A House bill introduced Tuesday would take existing cable-TV privacy protections and extend them to customers of DirecTV Inc. and EchoStar Communications Corp.
It would also apply to digital-video-recorder service providers TiVo Inc. and ReplayTV.
The legislation, introduced by Rep. Edward Markey (D-Mass.), was hailed as an effort to bring privacy law up to date with technology.
"This bill provides essential, similar privacy protections for consumers regardless of whether they subscribe to Comcast [Corp.] or Cox [Communications Inc.] cable, EchoStar or DirecTV, or whether they also subscribe to TiVo or ReplayTV. This will keep our critical consumer privacy laws current with changes in the marketplace and advances in technology," Markey said in a prepared statement.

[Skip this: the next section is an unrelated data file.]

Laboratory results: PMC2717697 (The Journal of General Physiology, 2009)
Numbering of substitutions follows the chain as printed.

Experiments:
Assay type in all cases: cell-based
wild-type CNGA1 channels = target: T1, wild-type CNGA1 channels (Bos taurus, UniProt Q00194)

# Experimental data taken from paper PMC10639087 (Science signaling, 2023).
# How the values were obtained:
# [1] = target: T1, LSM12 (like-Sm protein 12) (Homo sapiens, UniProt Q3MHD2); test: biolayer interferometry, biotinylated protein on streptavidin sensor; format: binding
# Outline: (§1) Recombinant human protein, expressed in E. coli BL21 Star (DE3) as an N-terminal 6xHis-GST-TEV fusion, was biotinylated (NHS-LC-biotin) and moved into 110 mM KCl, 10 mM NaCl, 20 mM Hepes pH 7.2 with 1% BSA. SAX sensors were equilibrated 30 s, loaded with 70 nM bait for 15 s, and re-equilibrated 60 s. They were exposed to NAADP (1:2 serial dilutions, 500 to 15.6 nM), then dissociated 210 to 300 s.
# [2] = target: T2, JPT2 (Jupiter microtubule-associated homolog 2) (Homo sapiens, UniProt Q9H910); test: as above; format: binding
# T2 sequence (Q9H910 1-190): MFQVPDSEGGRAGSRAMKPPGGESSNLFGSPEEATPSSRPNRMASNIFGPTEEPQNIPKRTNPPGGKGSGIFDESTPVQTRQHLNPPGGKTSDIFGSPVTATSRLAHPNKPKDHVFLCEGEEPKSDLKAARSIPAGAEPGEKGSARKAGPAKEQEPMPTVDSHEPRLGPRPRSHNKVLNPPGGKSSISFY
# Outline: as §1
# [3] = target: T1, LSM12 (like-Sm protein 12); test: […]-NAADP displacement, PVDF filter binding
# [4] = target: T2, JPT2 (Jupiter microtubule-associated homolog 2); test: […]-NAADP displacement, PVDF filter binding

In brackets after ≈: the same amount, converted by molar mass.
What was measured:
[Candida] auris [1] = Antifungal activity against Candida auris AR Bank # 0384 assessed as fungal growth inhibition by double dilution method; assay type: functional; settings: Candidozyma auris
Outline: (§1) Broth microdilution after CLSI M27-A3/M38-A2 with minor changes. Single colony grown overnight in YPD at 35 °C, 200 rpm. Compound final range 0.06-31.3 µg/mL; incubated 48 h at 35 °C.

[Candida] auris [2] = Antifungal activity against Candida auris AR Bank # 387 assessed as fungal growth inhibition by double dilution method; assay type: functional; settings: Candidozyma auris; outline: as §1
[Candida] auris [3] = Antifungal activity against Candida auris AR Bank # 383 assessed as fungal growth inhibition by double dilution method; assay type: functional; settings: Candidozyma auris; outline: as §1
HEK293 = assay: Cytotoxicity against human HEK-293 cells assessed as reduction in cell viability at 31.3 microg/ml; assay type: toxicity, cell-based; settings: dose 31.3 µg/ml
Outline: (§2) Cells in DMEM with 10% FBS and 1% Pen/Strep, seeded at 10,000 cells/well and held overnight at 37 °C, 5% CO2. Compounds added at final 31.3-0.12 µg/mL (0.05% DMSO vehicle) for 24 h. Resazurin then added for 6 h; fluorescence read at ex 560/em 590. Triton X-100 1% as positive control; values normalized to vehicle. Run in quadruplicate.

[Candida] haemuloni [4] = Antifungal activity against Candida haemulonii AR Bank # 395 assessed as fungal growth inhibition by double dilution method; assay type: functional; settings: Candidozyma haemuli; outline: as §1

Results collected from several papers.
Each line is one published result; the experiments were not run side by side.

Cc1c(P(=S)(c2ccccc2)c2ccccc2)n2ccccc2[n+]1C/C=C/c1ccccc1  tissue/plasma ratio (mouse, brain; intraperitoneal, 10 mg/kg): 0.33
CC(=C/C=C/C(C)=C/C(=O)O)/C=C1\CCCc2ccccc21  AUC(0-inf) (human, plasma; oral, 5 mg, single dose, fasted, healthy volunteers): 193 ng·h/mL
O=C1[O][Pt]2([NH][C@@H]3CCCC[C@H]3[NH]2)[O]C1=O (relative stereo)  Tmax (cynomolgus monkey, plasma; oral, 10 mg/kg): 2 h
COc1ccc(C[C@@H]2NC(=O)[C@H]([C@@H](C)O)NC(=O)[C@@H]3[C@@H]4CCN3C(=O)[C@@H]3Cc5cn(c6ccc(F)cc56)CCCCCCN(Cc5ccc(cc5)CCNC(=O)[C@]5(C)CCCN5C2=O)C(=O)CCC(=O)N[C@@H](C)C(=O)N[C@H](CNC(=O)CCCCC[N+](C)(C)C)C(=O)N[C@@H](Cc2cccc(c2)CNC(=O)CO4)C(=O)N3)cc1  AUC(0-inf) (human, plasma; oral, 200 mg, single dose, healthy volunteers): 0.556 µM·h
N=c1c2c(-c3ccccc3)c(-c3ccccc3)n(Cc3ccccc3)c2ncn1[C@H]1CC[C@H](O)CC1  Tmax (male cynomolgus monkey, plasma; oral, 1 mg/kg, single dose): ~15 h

The 12-page bill would bar the collection of "personal identifiable information" without the customer's prior written or electronic consent. Customers must receive notice at least once per year -- and within 180 days for new customers -- that explains how the information would be disclosed.
The bill closely tracks with cable privacy provisions contained in the 1984 Cable Act.
TiVo vice president, general counsel and chief privacy officer Matt Zinn said the law was unnecessary because the company as a rule did not collect information on an individual-customer basis.
He added that in 2001, the Federal Trade Commission probed TiVo's privacy policies and concluded that there was no basis for action.